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West Coast Thoughts: More math problems, Okogie getting minutes, Covington’s health, and a failed trip

Another night out west for the Wolves and another loss. This one at the hands of the Sacramento Kings 141-130. Things aren’t great for Minnesota right now as it drops to 0-3 on the road trip. Here are eight observations from Wednesday night’s game.

The math problem, again

As it was written following the game against Golden State, the Wolves have a math problem when teams shoot well from deep. Despite being one of the better teams in the NBA at knocking down threes, the Wolves don’t take them at nearly a high enough rate.

On Wednesday night the Wolves attempted 22 threes in the loss, the Kings made 19 of them. How can a team expect to win games like this when routinely being outscored from behind the arc? The deficit in 3-point scoring was 57-27. That’s mostly insurmountable. So far on the road trip out west Minnesota has been outscored 144-69. To make things even worse, the Wolves have attempted 63 threes while opponents have taken 114 of them. That’s a huge reason as to why the Wolves haven’t been able to keep up with opponents out west.

Part of the reason the opponents have been able to shoot so well from deep is that Robert Covington hasn’t looked himself during this trip. He missed the game in Portland with a sore knee and has been listed on the injury report despite playing in both games since.

Okogie getting time

Everyone’s favorite rookie bench player got in on the action in the first half against Sacramento. He played in place of Covington to start the second quarter with the bench unit. Okogie logged six minutes, scored two points, but played well on the defensive end. It was a good sight to see him playing, even if it may be because Covington isn’t at full-strength.

Wiggins continuing to play well

Andrew Wiggins continued his hot stretch recently, and for the most part was one of the only positives the Wolves had in this game. He finished 25 points on 10-of-15 shooting.

Wiggins has been aggressive, and at times, the only thing keeping the Wolves afloat. On Wednesday he looked like the player that several teams tanked for back in the 2013-14 season. If the Wolves could bottle this up and keep it like this consistently, their ceiling becomes much higher than it currently is.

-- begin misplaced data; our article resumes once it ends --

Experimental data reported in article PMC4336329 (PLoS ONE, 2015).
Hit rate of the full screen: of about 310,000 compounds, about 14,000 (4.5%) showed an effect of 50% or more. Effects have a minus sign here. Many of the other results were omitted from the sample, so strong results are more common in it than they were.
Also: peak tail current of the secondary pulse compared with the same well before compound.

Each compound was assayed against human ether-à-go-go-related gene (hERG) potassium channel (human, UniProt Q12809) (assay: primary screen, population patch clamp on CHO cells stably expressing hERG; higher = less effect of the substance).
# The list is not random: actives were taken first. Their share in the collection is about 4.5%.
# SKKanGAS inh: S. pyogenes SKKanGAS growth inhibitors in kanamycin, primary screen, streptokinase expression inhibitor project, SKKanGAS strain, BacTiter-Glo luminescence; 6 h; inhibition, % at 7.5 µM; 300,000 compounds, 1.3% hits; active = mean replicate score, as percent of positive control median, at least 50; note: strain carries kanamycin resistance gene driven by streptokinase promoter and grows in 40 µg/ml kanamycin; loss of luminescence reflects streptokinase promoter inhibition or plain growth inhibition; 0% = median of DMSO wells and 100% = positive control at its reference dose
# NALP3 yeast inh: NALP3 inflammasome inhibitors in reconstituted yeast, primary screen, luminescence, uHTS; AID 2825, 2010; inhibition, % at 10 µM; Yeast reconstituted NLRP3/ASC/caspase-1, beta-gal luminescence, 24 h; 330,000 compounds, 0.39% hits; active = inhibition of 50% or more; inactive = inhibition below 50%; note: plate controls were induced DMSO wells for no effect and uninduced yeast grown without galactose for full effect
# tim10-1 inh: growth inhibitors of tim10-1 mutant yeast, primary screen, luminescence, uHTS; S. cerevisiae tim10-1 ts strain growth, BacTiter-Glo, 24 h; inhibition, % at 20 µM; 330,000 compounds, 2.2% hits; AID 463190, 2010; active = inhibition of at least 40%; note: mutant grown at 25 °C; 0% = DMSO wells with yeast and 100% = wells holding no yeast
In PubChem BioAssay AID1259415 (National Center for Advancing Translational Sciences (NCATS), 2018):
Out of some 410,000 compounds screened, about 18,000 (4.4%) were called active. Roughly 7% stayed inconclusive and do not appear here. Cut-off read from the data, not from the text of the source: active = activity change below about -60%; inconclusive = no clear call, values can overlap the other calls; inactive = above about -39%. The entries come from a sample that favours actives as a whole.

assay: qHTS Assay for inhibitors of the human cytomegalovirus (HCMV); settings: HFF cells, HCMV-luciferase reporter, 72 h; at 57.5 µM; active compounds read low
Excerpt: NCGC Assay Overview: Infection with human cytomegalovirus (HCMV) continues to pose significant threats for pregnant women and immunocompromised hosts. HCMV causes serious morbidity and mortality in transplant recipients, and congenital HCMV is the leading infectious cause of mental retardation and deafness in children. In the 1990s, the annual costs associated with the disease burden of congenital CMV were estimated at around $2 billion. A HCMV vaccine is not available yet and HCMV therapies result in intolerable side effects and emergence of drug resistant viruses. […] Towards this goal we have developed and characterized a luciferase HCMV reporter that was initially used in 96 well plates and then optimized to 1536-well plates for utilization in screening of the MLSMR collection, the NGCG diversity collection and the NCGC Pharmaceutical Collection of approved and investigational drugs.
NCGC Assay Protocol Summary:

Good Rose, again

Derrick Rose had a rough night against Portland to begin this trip, but he’s rebounded nicely off of that game. He’s strung together back-to-back 20-point nights in the losses to Golden State and Sacramento. For much of the fourth quarter the Kings’ broadcasting crew was wondering aloud why Rose wasn’t on the floor to finish the game and just exactly how bad Minnesota would be without the resurgence from Rose. Those are both two very legitimate questions asked, and it’s hard to give an answer to either of them.

Familiar foe

Nemanja Bjelica absolutely torched his former squad on Wednesday night. There’s no other way to put it. He was white-hot from the floor, finishing with a game-high 25 points. That included an absolute dagger of a 3-pointer with under two minutes to put the Kings back up by eight points. Minnesota had no answer for him. That’s something that had to feel good for a player that was essentially unwanted by the Wolves this past offseason.

Still winless on the road out west

The Minnesota Timberwolves have still not won a road game against a Western Conference opponent as of December 13. This is incredibly detrimental to being a good team. Their only two road wins have come against Cleveland and Brooklyn, in other words, two teams in the race for one of the stars currently enduring a season of college basketball at Duke.

Ten straight road losses to Western Conference teams isn’t the way the Wolves pictured this season started for them. Furthermore, Minnesota now slips farther down the playoff race out West. The Wolves are 2.5 games behind Sacramento for eighth place as the day begins on Thursday. That isn’t the issue as much as the fact that they’re in 13th place in the conference. That’s quite a hole to have to dig out of, again. As if this team hasn’t made things hard enough on itself with the early-season drama that created a 4-9 post-trade starting point.

Tiebreaker woes

This loss to the Kings now ensures that the best-case scenario for the Wolves is playing to a 2-2 draw in the head-to-head battle with Sacramento on the season. If the Kings are going to continue to compete for a playoff spot – assuming the Wolves find a way to stay in that discussion – then this could come into play in April.

If the Kings come into Target Center on Monday and beat the Wolves for the third time it would give them the tiebreaker. That’s another obstacle for the Wolves to have to deal with, but they have no one but themselves to blame.

Momentum

If certainly feels like all the positivity and momentum created by the 9-3 stretch post-trade with 10 of the games at Target Center is gone. The Wolves finally got over the .500 mark, dug out of the hole created by the early-season struggles, and were squarely in the playoff hunt.

Three games later it feels as if none of that happened. Sure, this team is still in a better place without Jimmy Butler around, but they’re still behind the 8-ball. There were plenty of reasons for optimism at the beginning of this road trip, but three losses in, that’s gone. There’s no way that it can be deemed anything but a failure and can only get worse if the Wolves can’t find a way to beat the Suns on Saturday night in Phoenix.





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